By Joe Rector
When people are together for any length of time, they are bound to argue. If they are family members, the spats are worse, sometimes even leading to fights. To be honest, most of those family quarrels begin over rather ridiculous things.
Husbands and wives sometimes have disagreements. When Amy and I first married, those times came quite often. We were learning to live together, something that is difficult for two individuals who have never been in such a close relationship. Each of us made messes that irked the other. Sometimes the arguments began over what television show we would watch.
Most of the time, I wound up in trouble with my wife for being “insensitive.” I’d say or do something that Amy considered thoughtless. Did I know that I had hurt her feelings by my comments or actions? No, I was oblivious to the faux pas, but I knew that something I did had landed me in trouble. Any attempts at discussion usually led to my wife’s going silent and my growing frustrated and angry. The resolution to the situation arrived when I uttered, “I’m sorry’” although I had no idea what sin I had committed.
Brothers and sisters constantly argue. The older child has an intense dislike for younger family members. Life was so much better when the older one was the only one. Fights occur everywhere; that includes at home and in cars, motel rooms, and restaurants. A younger child invades the space of the older one, and screams of “get out of my room” echo throughout the house.
In cars, the wars start in the back seat. One child squalls, “Stop touching me” That only serves to up the ante as the offending small person holds a finger just above the complainer’s arm. “Stop! STOP! STOP!” the volume goes up with each successive command until the sound is close to piercing adult eardrums. At that point, the parent chimes in with his own demanding barks that tell both sides to cease and desist. The command is usually followed by a demand that begins with “Or else.” Only the bravest children dare to tempt fate then; they know that the wrath of a stressed parent can lead to painful consequences.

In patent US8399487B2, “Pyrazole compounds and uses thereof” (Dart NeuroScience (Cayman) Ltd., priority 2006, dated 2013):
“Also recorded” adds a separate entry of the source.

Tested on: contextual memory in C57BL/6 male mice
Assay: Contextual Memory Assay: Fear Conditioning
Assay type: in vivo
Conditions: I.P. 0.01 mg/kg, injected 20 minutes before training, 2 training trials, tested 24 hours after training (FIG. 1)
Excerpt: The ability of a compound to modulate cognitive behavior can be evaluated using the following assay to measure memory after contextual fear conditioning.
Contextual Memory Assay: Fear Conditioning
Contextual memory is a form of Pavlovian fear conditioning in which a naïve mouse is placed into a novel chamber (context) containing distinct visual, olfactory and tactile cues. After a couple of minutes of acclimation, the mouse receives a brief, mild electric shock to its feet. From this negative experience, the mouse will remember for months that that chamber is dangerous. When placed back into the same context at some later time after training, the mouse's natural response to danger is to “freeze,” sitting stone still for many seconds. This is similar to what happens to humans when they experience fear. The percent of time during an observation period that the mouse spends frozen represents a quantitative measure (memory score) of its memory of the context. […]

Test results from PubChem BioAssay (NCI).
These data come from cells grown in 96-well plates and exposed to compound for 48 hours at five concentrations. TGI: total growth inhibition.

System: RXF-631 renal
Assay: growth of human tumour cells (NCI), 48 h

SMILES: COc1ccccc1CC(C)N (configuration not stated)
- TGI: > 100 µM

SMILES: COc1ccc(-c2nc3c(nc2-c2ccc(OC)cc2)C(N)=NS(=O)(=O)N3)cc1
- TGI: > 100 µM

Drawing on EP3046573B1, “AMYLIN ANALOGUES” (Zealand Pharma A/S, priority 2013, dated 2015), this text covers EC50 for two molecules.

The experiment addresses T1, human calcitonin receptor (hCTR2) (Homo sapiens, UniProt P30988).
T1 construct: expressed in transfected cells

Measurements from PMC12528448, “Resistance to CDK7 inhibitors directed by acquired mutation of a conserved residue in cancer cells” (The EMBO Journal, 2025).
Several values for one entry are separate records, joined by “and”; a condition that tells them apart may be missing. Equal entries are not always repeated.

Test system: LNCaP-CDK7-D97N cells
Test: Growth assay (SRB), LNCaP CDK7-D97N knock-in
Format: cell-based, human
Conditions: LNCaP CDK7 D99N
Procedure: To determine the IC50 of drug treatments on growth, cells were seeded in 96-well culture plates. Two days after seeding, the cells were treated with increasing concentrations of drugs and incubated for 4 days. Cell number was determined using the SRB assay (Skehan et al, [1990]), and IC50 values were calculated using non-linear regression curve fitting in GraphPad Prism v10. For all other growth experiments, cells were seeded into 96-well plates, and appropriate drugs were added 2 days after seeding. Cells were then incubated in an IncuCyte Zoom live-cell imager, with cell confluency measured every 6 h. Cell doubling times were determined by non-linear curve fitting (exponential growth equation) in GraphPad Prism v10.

Teens and their parents engage in the most ridiculous arguments. The younger person punches the buttons of the parent, and the fight is on. My daughter Lacey was a master button pusher. She would complain about home, and on one occasion commented that she wished she could leave and never come back. I replied that I wished I could help her pack her bags. That wasn’t the best way to handle the situation, but she had managed to push the right buttons to lead to the answer.
One evening the family traveled to West Town Mall. I noticed that Lacey was sporting a thumb ring. For the life of me, I didn’t understand it, so I commented that “The demise of the Egyptian civilization was in part due to the preoccupation with personal appearance. For a minute the entire family sat silent, somewhat dumbfounded by the comment. Then my loving wife, who should have supported me, spewed out laughter that was followed by raucous yuks from my children. I fumed the rest of the evening, and when we arrived home, Amy and I spent more than a few minutes arguing about her outburst. Years later, I see why she found my words so humorous perfectly.
Over the years, my family has engaged in some ridiculous arguments. Most of the time, they were based on raw moods or inabilities to adapt to situations. In the end, however, we still love each other and have survived those disagreements with little or no lasting repercussions. The best thing about those battles is that they bring back memories that are always followed by laughter. Yes, families engage in absurd arguments, but they give a bit of spice and color to life. They also teach folks to develop thicker skins.